Friday, November 23, 2007

Patterns in Nature: Making Connections in the Classroom

For the past six weeks, I have been teaching a unit to my gifted students called "Finding the Order in Chaos". In teaching chaos theory, I rely heavily on nature because fractals represent applied theory, and they are ubiquitous in natural settings. I get excited when one of my junior high students experiences an "aha!" moment and begins to understand the concept behind chaos theory.

In a nutshell, chaos theory states that natural systems are dynamic, and that small, seemingly insignificant random events reiterated over time produce significant outcomes. The most popular example is illustrated in the Butterfly Effect, which is described by saying that the flapping of a butterfly's wings can begin a pattern of atmospheric disturbances that could result in a hurricane in China six months later.
It is indeed something to celebrate when one of my junior high students begins to understand that even minuscule actions can have significant outcomes within dynamic systems like those on our planet. It's even better when he/she can discover and document examples on his/her own. But my joy isn't dependent upon the success of my students, because today I discovered and documented several examples of chaos theory in nature, and I share them joyfully with you.

This first example is probably my favorite because it is a dual example. Check out the venation in the leaf. Although the forces of nature (light, soil nutrients, temperature, cloud cover, winds, etc. ) that served as stimuli for the eventual direction and structure of the very first vascular tissue formed in this leaf were entirely random and unpredictable, an underlying order emerged as time progressed and we use that orderliness to identify this leaf as a representative of a particular species.

Now check out the frost that formed in the early hours this morning. What random stimuli combined to cause the initial water molecule to crystalize? Certainly, it was a synergy developed from a nearly infinite number of variables (temperature, humidity, winds, dew point, topography, soil type, etc., etc.). This original permutation iterated over time produces an orderly and intricate pattern of ice crystals on the surface of the leaf.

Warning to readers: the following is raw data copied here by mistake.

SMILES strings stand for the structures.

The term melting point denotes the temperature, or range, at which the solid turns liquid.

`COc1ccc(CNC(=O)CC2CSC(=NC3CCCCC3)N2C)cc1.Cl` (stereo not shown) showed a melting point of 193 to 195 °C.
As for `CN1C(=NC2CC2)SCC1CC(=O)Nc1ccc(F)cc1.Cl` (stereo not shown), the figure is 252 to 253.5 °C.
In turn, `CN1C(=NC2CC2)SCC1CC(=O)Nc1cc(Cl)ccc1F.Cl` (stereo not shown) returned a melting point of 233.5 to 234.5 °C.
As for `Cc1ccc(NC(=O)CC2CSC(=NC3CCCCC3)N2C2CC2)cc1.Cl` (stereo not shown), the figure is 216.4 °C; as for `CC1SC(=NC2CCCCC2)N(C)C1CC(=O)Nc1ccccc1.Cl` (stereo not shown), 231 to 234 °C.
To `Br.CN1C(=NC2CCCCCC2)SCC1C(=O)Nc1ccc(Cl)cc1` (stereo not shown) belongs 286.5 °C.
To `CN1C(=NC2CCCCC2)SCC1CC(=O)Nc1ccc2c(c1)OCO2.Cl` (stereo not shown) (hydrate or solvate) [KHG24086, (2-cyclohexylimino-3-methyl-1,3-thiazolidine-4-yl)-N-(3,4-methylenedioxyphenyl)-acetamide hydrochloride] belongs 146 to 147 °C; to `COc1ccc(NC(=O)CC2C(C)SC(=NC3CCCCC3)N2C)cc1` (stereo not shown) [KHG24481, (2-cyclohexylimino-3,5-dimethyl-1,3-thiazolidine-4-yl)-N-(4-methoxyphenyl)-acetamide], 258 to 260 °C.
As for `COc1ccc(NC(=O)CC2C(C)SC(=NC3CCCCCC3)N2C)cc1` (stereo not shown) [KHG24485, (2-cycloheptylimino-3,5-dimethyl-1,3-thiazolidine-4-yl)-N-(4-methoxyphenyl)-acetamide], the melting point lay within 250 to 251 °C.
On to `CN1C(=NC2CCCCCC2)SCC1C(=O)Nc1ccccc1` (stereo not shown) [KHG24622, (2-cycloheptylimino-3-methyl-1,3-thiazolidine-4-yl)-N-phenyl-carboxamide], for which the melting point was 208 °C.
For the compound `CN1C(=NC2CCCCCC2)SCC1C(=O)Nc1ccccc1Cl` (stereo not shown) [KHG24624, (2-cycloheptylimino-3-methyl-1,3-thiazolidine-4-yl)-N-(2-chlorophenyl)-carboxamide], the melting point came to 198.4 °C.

I was immediately drawn to the surface patterns in this photograph. Notice the random distortion of the water's surface caused by the presence of immeasurable stimuli; including underlying rocks, invertebrates, algae, and other countless biotic and abiotic factors. But enlarge the photo and pick out all the orderly patterns of spirals and waves that have emerged out of this dynamic biological system. There is an underlying order present in applied chaos theory.
My third example of applied chaos theory is illustrated to the left. Branching is a recurring pattern in Nature that is manifest in everything from trees, to watersheds, to circulation of blood through the body. Of course there are many other examples. But, again, see how the nearly infinite numbers of factors that determined the direction and structure of the leaf earlier in this post also have a say in determining the direction, structure, and shape of the tree itself..... or the direction, structure and shape of the river system........or the circulatory system in your body. You get the idea. By the way, there is a less than randomly marked Fox Sparrow in this picture!
It is here that chaos theory merges in my mind with the theory of natural selection to bring order to the natural world. What fascinates me about the two theories is that both begin with seemingly insignificant random events, occurring over time, and resulting in somewhat predictable outcomes. In nature, predictable outcomes emerge from initial random permutations which reiterate over time. Thus, the theories play out in the occurences of natural fractals, convergence, adaptive radiation, just to mention a few.
All natural processes are capable of being explained through scientific and mathematical processes. However, we must foster an atmosphere where science is alive, well, and respected in our society. The results of math and science inquiries so far seem to support a universe with rich mosaic of order emerging out of what we perceive as chaos.
"The important thing is not to stop questioning. Curiosity has its own reason for existing. One cannot help but be in awe when he contemplates the mysteries of eternity, of life, of the marvelous structure of reality. It is enough if one tries merely to comprehend a little of this mystery every day."
Albert Einstein


marvin d said...

A book on Chaos which, back in the late 80s, motivated me to do a lot of computer simulations of chaotic systems is James Gleick's CHAOS. It is accessible to almost anyone and was a joy to read.

Greg said...

Thanks, Marv,
I hope you'll be honest with me and let me know if I've misunderstood, butchered, or taken too much liberty with chaos theory! You know us bloggers! :)